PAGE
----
Smith v. Amoco Production Company, No. 84,076.

CourtUnited States State Supreme Court of Kansas
Writing for the CourtSIX, J.
PartiesGEORGE SMITH, Individually, and on Behalf of a Class Composed of all Oil and Gas Royalty Owners Whose Royalty Payments for Natural Gas were Reduced on a per MMBTU Basis Due to Renegotiation, Amendment to or Termination of the Gas Purchase Contract[s] between Amoco Production Company and Williams Natural Gas after the Effective Date of Order 451 Issued by the Federal Energy Regulatory Commission, Appellants/Cross-appellees, v. AMOCO PRODUCTION COMPANY, Appellee/Cross-appellant.
Docket NumberNo. 84,076.
Decision Date21 September 2001

272 Kan. 58
31 P.3d 255

GEORGE SMITH, Individually, and on Behalf of a Class Composed of all Oil and Gas Royalty Owners Whose Royalty Payments for Natural Gas were Reduced on a per MMBTU Basis Due to Renegotiation, Amendment to or Termination of the Gas Purchase Contract[s] between Amoco Production Company and Williams Natural Gas after the Effective Date of Order 451 Issued by the Federal Energy Regulatory Commission, Appellants/Cross-appellees,
v.
AMOCO PRODUCTION COMPANY, Appellee/Cross-appellant

No. 84,076.

Supreme Court of Kansas.

Opinion filed September 21, 2001.


Lee Thompson, of Triplett, Woolf & Garretson, L.L.C., of Wichita, argued the cause, and Gordon Penny, of Lawrence, was with him on the briefs for appellants/ cross-appellees.

Richard C. Hite, of Hite, Fanning & Honeyman, L.L.P., of Wichita, argued the cause, and Dennis V. Lacey, of the same firm, Eric L. Nitcher and Tom Winkler,

272 Kan. 59
of Amoco Production Company of Houston, Texas, Steven D. Gough, of Powell, Brewer & Gough, L.L.P., of Wichita, and Eric B. Smith, of Brollier & Wolf, of Hugoton, were with him on the briefs for appellee/cross-appellant

The opinion of the court was delivered by

SIX, J.:

This case resolves whether a 3- or 5-year statute of limitations applies to an alleged breach of implied covenants in an oil and gas lease. The actions of defendant Amoco Production Company. (Amoco), the producer lessee, under an implied covenant to market in a government-controlled gas price environment are also at issue. Although other jurisdictions have addressed the statute of limitations issue, Kansas has not. Also, we may be the first appellate court to be presented with the type of lessor royalty owner claims asserted here, i.e., breach of the implied covenant to market arising in a factual setting under the Natural Gas Policy Act (NGPA), where the Federal Energy Regulatory Commission's (FERC) Order 451 has been invoked by the lessee.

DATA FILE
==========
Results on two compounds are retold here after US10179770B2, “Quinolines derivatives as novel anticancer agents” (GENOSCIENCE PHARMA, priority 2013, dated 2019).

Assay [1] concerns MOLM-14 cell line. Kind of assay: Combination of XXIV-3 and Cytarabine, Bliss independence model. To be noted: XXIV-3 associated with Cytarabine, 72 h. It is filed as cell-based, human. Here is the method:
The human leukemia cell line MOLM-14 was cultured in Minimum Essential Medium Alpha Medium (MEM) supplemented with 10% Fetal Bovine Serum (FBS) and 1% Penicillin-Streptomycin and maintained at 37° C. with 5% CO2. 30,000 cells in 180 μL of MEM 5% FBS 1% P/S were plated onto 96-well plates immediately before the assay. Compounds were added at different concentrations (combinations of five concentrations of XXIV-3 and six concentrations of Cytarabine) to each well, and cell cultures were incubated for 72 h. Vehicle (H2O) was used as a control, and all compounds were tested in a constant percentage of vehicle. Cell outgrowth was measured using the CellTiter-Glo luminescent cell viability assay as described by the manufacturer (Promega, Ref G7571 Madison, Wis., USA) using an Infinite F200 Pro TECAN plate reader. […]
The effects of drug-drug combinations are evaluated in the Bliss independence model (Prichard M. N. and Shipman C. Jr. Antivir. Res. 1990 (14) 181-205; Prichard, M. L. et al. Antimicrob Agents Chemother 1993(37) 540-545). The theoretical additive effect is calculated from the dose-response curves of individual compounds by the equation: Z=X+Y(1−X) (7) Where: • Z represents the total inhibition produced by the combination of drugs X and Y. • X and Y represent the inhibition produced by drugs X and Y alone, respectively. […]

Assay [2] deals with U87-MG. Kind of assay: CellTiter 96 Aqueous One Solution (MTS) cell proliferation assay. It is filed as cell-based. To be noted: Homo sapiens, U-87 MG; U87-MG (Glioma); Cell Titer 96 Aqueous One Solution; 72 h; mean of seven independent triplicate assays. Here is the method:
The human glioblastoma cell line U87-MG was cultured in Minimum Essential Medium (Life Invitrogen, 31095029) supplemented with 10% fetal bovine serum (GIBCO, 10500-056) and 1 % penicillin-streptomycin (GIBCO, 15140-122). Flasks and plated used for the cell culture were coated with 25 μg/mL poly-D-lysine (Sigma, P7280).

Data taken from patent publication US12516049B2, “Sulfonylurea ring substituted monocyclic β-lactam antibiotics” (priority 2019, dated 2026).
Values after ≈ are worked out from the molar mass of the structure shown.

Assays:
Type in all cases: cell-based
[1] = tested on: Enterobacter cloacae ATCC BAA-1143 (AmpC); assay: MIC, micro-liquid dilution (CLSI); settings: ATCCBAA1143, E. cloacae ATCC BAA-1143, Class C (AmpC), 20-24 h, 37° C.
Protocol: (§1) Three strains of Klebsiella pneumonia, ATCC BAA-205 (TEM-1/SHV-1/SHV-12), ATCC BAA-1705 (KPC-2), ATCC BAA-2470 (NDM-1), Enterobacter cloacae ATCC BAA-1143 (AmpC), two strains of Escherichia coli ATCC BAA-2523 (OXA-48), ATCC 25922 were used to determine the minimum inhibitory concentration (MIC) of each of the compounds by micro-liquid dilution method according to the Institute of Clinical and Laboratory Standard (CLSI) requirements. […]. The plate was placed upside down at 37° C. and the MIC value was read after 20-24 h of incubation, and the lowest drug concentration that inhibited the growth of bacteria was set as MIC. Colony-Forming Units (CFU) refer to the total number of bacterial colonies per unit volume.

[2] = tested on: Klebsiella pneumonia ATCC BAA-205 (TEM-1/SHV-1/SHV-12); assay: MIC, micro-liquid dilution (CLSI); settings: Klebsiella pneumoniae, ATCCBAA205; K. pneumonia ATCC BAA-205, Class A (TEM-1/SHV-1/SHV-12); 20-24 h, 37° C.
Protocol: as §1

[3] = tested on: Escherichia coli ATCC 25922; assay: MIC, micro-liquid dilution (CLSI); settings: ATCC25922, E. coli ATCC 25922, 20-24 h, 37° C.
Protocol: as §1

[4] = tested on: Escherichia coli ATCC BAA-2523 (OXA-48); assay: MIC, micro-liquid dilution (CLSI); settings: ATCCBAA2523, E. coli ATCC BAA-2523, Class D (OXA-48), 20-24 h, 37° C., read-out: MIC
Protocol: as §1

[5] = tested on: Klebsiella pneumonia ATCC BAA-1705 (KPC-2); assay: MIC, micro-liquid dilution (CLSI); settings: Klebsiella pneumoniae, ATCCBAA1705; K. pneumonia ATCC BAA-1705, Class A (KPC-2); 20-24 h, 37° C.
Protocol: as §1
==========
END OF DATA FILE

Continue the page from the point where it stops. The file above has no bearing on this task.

The class action representative plaintiff, George Smith, and others (either the Smith Class or lessors) are lessors under a minority of natural gas leases held by defendant Amoco in the Kansas Hugoton and Panoma Council Grove fields (Hugoton area). This equitable action for an accounting is based on alleged breaches of the implied covenant to market and the implied duty of good faith and fair dealing, in each lease independently, between Amoco and each lessor.

The lessors claim that from November 1, 1990, through December 31, 1992, Amoco should either have sold all the lessors' natural gas for maximum lawful prices or paid them compensatory royalties. According to the Smith Class, "[a]n equitable accounting was sought to require that Amoco share equitably the economic benefits of the strategic plan it successfully employed at the expense of this class of royalty owners." The difference between maximum lawful prices and the market prices for which the gas was sold would be the basis for computing the royalty owed. The leases called for royalties to be paid on either market value of the gas or proceeds of sale.

In applying K.S.A. 60-512, a 3-year statute of limitations, the district court limited its time frame for viewing Amoco's duty to

272 Kan. 60
act as a prudent operator. In holding that Amoco was a prudent operator, the district court only considered Amoco's actions from August 11, 1990, forward. August 11, 1990, was 3 years from the date this action was filed. The district court held that the lessors failed to prove that Amoco, within the 3-year period, either could have sold the gas for maximum lawful prices or that Amoco could have obtained a greater-than-market price for the gas. The lessors appeal

The district court also found that Amoco had an implied duty to obtain the best possible price for gas produced from the lessors' leases and that it had done so. Amoco cross-appeals the best possible price finding.

The issues for review on the lessors' appeal are whether the district court erred in finding that: (1) K.S.A. 60-512, a 3-year statute of limitations, applies and (2) Amoco acted as a prudent operator.

The issue on the cross-appeal is whether the district court erred in concluding that there was an implied duty for Amoco to obtain the best possible price for gas.